After many years where the divorce rate for American adults was constantly on the rise, recent decades have shown a modest decline. However, those statistics disguise a change in the divorce rate for older adults. According to multiple studies, including a Bowling Green State University Family Profile Information 2021, there has been an increase in the divorce rate for those who are 50 years and older.
This so-called gray (think graying hair) divorce phenomenon can have a significant impact on retirement plans. If you are older and considering a divorce, keep in mind that assumptions you and your spouse made decades ago about finances may no longer apply, including the financial benefits of marriage.
Several high-profile gray divorces have been in the news recently, including Bill and Melinda Gates. Let's assume that dividing up their assets will be a bit more complicated than what you might be facing if divorce is likely. However, there are practical considerations for all non-billionaires when dealing with the financial consequences of a divorce.
General Assumptions About Retirement and Gray Divorce
There are some rather obvious adverse outcomes from a financial standpoint that you should expect from a marriage dissolution. The advantages that come with two incomes and a sharing of expenses are no longer applicable. So consider that some economic hardship may be inevitable.
There are federal tax benefits that are currently only available to married couples filing jointly. Broadly speaking, married couples can double certain tax benefits when compared to filing as a single. You will forego these benefits once you are on your own.
Gray Divorce Finances: Steps You Can Take Pre-Divorce
It is relatively common that one spouse is significantly more knowledgeable regarding family financial matters than the other. These finances would include retirement accounts and retirement planning.
For both spouses, it is your responsibility to be financially informed when it comes to your own current and retirement resources. It will be significantly more difficult to successfully navigate your divorce from a financial standpoint if you are starting at square one.
At a minimum, you should have access to and understand what is in the credit reports for you and your spouse. Review tax returns for the last few years. Make sure you understand the details. Review the location of your assets and balances. Make sure you can access everything. (Divorce or no divorce, everyone should know the location of assets and balances.)
If you are still uncomfortable with your level of financial understanding, consider meeting with a financial advisor who can bring some clarity to your particular situation.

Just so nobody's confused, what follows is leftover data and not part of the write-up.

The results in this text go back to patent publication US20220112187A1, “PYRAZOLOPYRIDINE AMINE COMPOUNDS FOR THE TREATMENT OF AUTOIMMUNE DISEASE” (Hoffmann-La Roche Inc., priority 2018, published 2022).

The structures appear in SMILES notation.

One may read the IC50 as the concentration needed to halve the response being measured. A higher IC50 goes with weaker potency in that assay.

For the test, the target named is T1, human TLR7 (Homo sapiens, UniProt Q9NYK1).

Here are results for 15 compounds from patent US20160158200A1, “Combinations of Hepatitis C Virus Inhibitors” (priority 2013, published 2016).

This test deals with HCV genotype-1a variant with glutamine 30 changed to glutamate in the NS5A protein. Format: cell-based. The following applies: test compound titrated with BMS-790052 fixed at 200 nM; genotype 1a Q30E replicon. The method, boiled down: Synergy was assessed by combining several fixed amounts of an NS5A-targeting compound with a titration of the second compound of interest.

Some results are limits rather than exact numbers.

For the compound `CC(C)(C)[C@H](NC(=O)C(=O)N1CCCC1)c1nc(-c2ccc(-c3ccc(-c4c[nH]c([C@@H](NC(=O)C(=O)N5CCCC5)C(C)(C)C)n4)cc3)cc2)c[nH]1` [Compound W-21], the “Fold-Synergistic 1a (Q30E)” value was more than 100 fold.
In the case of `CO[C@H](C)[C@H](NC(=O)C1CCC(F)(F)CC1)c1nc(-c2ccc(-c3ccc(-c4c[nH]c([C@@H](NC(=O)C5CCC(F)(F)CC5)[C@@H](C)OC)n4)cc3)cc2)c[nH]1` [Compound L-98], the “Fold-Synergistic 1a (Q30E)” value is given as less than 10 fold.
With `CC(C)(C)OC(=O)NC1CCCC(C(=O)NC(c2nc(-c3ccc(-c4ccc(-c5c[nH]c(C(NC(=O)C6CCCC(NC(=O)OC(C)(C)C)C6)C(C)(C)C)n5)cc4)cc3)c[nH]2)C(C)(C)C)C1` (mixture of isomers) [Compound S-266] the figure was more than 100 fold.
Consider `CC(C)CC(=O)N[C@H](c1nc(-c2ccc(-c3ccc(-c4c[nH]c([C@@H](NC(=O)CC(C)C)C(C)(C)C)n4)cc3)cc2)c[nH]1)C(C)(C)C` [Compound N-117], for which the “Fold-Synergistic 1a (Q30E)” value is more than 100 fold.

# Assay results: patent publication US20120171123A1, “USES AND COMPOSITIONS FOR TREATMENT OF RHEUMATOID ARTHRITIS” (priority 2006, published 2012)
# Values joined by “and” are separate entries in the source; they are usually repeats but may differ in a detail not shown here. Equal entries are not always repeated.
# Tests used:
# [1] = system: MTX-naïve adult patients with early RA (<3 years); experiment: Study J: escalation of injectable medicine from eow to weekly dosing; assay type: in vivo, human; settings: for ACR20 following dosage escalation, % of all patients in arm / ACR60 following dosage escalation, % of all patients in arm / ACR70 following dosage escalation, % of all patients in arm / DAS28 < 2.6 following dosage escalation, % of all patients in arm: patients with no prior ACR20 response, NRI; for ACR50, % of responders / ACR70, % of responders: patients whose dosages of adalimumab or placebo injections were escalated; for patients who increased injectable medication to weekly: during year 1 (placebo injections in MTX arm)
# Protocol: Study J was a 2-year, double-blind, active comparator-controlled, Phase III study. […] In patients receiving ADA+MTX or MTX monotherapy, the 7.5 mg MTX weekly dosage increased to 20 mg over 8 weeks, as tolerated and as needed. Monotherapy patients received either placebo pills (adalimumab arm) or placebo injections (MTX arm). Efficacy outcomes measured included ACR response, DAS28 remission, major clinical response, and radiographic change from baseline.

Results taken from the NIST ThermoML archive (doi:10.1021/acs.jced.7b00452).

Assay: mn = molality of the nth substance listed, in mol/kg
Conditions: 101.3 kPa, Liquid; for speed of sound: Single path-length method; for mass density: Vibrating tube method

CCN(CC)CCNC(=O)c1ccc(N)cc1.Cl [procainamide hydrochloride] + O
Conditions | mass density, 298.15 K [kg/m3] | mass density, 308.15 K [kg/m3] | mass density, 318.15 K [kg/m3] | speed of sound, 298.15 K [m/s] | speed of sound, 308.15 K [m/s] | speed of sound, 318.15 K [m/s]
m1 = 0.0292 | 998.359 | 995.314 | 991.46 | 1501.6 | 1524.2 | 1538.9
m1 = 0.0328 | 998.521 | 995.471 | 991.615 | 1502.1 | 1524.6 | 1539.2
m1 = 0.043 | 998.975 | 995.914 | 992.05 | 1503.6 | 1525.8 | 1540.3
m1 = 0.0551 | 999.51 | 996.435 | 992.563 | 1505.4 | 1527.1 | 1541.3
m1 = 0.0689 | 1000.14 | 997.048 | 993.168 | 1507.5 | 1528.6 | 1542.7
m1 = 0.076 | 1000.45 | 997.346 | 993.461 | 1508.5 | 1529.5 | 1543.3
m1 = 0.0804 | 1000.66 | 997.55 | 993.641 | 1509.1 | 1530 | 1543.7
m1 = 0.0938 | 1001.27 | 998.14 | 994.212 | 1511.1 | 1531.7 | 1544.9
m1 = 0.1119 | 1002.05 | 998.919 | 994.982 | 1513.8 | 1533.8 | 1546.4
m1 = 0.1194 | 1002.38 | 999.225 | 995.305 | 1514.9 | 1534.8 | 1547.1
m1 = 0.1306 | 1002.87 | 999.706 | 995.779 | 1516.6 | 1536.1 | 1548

Financial Steps After the Gray Divorce Is Final
In the near term after divorce, you will need a budget that reflects your new economic reality. Determine your income sources and estimate your expenses. How will this new reality impact your lifestyle? Recognize that changes to your budget and lifestyle will also affect your retirement planning.
Part of any retirement planning involves determining certain time horizons. How long do you want to work? How long do you need to work? Carefully consider these questions as you reassess your retirement goals.
Dividing the Assets
When a long-term marriage is involved, you can generally assume a 50/50 split of assets and liabilities in a divorce settlement. In states with community property laws, this would include assets and liabilities that are only in one spouse’s name.
For many Americans today, especially those in or nearing retirement, the assets with the greatest value may be the family home and a 401(k) account. Tax consequences are an important consideration in the disposition of these assets.
Home Disposition Considerations With Gray Divorce
Decisions regarding the home will likely revolve around whether or not to sell the property and split the proceeds. Is there an emotional attachment by one of the parties? Can either spouse afford the house alone? If the house is to be sold, bear in mind that the amount to be split will be net after paying off the mortgage, any home equity loans and broker fees.
The administration and redemption rules for these retirement accounts vary by plan. Benefit provisions are determined by each individual plan and need to be thoroughly reviewed in advance of a divorce settlement. Some allow a distribution at the time of the divorce, while others only upon the recipient’s retirement.
The most common ways of dividing 401(k) in a divorce are as follows:
- One spouse retains the account, and the other spouse accepts other assets of comparable value. This is the simplest approach in many instances.
- Both parties agree to an even split of the account. This requires a court order known as a Qualified Domestic Relations Order (QDRO). It creates the right for an alternate payee (ex-spouse) to receive all or part of an account.
- The account is liquidated. Generally, this option is the least favorable given the negative impact of the tax event that is triggered.
Please speak to an advisor to help review your specific options.
Gray Divorce Impacts on Retirement Conclusion
Very few people expect going through a divorce to be a great experience. However, you can lessen your apprehension about the impact on your retirement plans by taking some common sense steps to prepare yourself. Engaging a financial planner during the course of a gray divorce can produce many benefits for your financial livelihood. Qualified advice regarding options you have available about items like the QDRO will make your life as a single much more financially sound.
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